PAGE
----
Officials of the South African Social Security Agency (SASSA) have turned against Minister Bathabile Dlamini, accusing her of meddling in their efforts to present the SA social grants payment plan to Parliament.
The officials revolted against the minister this week after a number of alarmed officials approached amaBhungane with separate, corroborative accounts telling how she tried to lord over the SA Social Security Agency (Sassa) with a last-minute plan to boost the role of private contractors – particularly that of the controversial incumbent, Cash Paymaster Services (CPS) – in the SA social grant payment scheme.
This revelation came a while after members of Parliament rejected the possibility of former prisoners getting SA Social grants.
“Staff decided to defy the order for her own good,” said one of the officials who went on to reveal that officials redrafted the presentation at the last minute – although the end result was an awkward compromise.
The officials said Dlamini’s plan contradicted an “open architecture” alternative that Sassa, Treasury, the Department of Social Development, and the SA Reserve Bank had fleshed out.
When officials refused to table Dlamini’s plan, amaBhungane’s contacts said she ‘went rogue’ and tried to stop them from presenting to Parliament’s portfolio committee on social development.
Dlamini’s favored plan is argued to extend CPS’s role to at least 2019. CPS currently distributes social grants nationally for Sassa. Its contract expires on March 31, after which government has no clear plans.
But, according to reports, the officials are worried that extending CPS’s contract and later replacing it with another proprietary solution, as Dlamini appears to want, would increase the risk of tender corruption.
In 2014, the Constitutional Court ruled against Sassa, saying it had mismanaged its tender process so badly that CPS’s contract was invalid. But it let CPS keep it so grant payments would not be interrupted.
amaBhungane’s contacts have consistently described deep divisions between the SASSA officials and the minister on how to proceed come April 1, especially in finding a viable plan for paying the SA Social grants, arguably government’s most important delivery function.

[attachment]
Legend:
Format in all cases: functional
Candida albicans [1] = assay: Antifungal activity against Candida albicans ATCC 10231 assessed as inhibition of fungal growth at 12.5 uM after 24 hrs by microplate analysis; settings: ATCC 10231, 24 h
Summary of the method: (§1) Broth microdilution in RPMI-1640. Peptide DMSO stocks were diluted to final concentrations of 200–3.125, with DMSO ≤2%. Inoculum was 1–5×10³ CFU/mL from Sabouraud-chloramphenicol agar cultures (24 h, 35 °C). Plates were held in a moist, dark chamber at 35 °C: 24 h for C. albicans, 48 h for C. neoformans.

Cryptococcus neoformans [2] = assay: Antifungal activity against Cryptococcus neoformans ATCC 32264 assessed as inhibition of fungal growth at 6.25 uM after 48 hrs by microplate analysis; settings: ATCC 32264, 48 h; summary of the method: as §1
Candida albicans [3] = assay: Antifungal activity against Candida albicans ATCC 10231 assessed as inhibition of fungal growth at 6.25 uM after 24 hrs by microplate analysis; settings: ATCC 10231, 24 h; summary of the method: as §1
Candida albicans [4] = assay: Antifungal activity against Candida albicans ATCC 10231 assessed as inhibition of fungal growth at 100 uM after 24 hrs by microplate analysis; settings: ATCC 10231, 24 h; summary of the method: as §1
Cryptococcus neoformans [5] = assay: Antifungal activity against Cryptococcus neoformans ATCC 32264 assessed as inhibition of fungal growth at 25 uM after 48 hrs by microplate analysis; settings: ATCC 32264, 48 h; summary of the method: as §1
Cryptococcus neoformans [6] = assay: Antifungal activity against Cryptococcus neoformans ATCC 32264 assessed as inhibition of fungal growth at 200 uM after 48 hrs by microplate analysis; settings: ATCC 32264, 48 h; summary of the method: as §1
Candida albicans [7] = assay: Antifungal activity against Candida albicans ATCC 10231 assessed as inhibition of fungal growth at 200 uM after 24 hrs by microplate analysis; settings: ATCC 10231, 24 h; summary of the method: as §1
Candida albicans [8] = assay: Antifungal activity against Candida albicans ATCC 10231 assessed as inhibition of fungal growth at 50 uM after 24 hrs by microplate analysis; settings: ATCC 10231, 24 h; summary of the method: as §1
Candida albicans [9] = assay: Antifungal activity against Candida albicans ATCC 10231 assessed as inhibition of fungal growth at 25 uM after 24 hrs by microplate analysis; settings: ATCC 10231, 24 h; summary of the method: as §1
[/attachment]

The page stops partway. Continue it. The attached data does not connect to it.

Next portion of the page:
About 17 million South Africans benefit from SASSA’s R10 billion grant every month. The SA Social grants was put in place by the government to keep many South Africans from abject poverty.
Should payments be interrupted, “the country is going to burn,” Sassa CEO Thokozani Magwaza has warned.
While Dlamini and Sassa refrained from responding to written questions on the matter, Magwaza – who reportedly made the decision to sideline Dlamini’s presentation – poured cold water on the claims in a phone conversation.
“We did not defy the minister on anything. Yes of course the presentation changes all the time. But the minister does not prepare the presentation. It was prepared by us,” he said.
Dlamini’s preferred presentation was allegedly drafted by the payment transition project manager, Zodwa Mvulane who some of the officials repeatedly referred to as Dlamini’s “point woman” in Sassa.
They insisted Dlamini had instructed Mvulane to draft the presentation. Mvulane did not reply to questions.
Meanwhile, the MPs questioned the logic of spending money trying to rehabilitate and skill offenders so they could find work after their release, only for them to get money for free.
Justice committee chairperson Mathole Motshekga said the idea should not even get off the ground because they (former prisoners) have to be allowed to find work for themselves and not to be given free money.
DA MP James Selfe who was shocked at the idea of giving grants to former prisoners also explained that employing them in expanded public works programmes would support them so they could provide socially useful service